The Jamaican government is calling on the National Water Commission (NWC) to urgently respond to desperate water problems facing several sections of the constituency.
Hype Life Magazine understands that schools, residential areas and farmers are being badly affected.
The NWC says that customers in the Kingston Metropolitan Area (KMA) served by the Hermitage/Constant Spring, Mona, Hope, and Seaview systems will, with immediate effect, receive water supplies on “alternating days”.
NWC, in a release on July 6, said that the water restriction was forced by the rapid decline in inflows to the systems.
The new water management plan means that areas which are supplied on a Tuesdays will then be supplied again on the subsequent Thursdays and Saturdays, while the areas supplied on the Wednesdays of that week will be supplied again on the subsequent Fridays and Sundays, the NWC announced.
While some areas in the Corporate Area will continue to receive supplies daily, either based on the system that serves them or where they are located on the network, most areas will now receive water every other day, the NWC added.
At the same time, the NWC said that areas encountering challenges in receiving supplies will be serviced by trucks.
The National Water Commission (NWC) is currently discussing options for further water restrictions amidst a decrease in the water supply levels.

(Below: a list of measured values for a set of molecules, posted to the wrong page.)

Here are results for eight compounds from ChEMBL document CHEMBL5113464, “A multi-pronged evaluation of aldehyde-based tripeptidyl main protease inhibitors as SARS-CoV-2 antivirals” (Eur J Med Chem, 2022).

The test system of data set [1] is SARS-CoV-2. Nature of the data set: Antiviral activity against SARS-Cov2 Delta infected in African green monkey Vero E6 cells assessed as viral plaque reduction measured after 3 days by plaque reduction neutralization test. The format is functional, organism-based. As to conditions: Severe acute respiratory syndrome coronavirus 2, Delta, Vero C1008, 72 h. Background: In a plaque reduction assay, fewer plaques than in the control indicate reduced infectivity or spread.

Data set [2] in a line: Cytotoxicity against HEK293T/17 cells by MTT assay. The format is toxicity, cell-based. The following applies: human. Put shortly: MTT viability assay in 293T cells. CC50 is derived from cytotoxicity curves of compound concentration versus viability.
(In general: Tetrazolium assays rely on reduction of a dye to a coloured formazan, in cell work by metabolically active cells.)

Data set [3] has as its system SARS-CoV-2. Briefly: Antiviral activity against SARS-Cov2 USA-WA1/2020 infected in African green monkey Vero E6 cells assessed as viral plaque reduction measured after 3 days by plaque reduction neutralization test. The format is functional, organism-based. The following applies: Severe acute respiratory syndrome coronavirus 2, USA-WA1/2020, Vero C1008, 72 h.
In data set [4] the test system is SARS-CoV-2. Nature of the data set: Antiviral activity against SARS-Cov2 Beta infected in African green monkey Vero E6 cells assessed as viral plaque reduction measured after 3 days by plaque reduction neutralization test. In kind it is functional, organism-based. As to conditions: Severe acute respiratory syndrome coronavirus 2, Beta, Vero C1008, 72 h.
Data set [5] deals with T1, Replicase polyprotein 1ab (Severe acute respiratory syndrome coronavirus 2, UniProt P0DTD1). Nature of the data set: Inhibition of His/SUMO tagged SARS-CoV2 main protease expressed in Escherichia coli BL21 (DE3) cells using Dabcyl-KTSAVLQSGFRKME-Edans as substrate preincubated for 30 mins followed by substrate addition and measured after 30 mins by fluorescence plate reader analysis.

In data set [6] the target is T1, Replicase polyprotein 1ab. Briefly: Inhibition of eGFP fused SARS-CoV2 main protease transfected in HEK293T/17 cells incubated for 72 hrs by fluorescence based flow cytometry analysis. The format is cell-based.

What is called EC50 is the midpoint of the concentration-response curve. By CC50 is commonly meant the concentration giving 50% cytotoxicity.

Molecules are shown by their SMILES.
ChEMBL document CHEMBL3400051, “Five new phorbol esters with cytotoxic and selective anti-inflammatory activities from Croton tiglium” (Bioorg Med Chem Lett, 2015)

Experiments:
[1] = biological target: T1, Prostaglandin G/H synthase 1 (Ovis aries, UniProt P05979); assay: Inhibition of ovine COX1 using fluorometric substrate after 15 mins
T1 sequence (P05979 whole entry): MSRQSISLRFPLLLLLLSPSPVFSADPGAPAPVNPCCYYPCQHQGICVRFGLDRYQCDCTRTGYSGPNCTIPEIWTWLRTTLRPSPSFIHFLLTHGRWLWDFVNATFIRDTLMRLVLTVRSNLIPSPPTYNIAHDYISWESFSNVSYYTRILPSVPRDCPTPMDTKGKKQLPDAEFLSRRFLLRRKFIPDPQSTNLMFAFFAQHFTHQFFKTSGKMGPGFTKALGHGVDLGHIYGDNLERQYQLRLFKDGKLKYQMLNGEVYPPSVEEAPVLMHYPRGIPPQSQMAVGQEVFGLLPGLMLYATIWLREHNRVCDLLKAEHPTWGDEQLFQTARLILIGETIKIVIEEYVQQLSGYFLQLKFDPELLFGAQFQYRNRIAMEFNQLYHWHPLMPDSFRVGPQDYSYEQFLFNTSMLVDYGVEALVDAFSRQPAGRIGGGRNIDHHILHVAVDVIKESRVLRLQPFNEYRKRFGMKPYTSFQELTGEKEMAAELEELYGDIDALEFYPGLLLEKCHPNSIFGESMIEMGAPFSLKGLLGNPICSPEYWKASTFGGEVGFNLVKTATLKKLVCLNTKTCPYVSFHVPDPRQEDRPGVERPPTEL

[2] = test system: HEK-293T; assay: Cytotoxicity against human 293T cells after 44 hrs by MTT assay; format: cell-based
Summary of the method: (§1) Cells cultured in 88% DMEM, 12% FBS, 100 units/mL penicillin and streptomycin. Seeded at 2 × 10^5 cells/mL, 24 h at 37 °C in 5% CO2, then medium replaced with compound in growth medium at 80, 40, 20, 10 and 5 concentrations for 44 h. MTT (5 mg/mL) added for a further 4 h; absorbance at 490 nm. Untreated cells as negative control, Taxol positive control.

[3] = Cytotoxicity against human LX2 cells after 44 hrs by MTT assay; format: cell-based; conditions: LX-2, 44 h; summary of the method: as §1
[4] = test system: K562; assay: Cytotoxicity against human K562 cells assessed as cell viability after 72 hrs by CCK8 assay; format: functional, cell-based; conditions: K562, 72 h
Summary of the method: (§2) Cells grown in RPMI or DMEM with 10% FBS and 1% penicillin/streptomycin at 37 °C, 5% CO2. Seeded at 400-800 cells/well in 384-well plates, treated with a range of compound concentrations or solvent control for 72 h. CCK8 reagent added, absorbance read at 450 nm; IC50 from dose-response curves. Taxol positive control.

Corporate Public Relations Manager at the NWC, Charles Buchanan says the agency is monitoring the situation closely and will advise of any further restrictions.
Buchanan says the matter was raised at a drought management meeting held July 27 by the leadership of the utility company.
Buchanan says water levels at reservoirs which serve the Kingston and St Andrew area have been falling continuously since the advent of the drought.
He says the rate of decline in water levels has been contained since the introductions of the restrictions.
However, Buchanan says the situation remains serious at the Mona Reservoir and Hermitage Dam.
The Chief Executive Officer of the Rural Agricultural Development Authority, RADA, Lenworth Fulton, is warning consumers to brace for higher prices for fresh farm produce, as the persistent drought has begun to affect farmers.
Mr. Fulton says there’s already a shortage of some popular farm items.
Mr. Fulton says RADA is implementing various strategies to mitigate the problem being faced by farmers, including the increased use of greenhouse facilities and more aggressive rainwater harvesting.
He says RADA may have to recommend that imports be used to make up for the shortfall of locally grown items.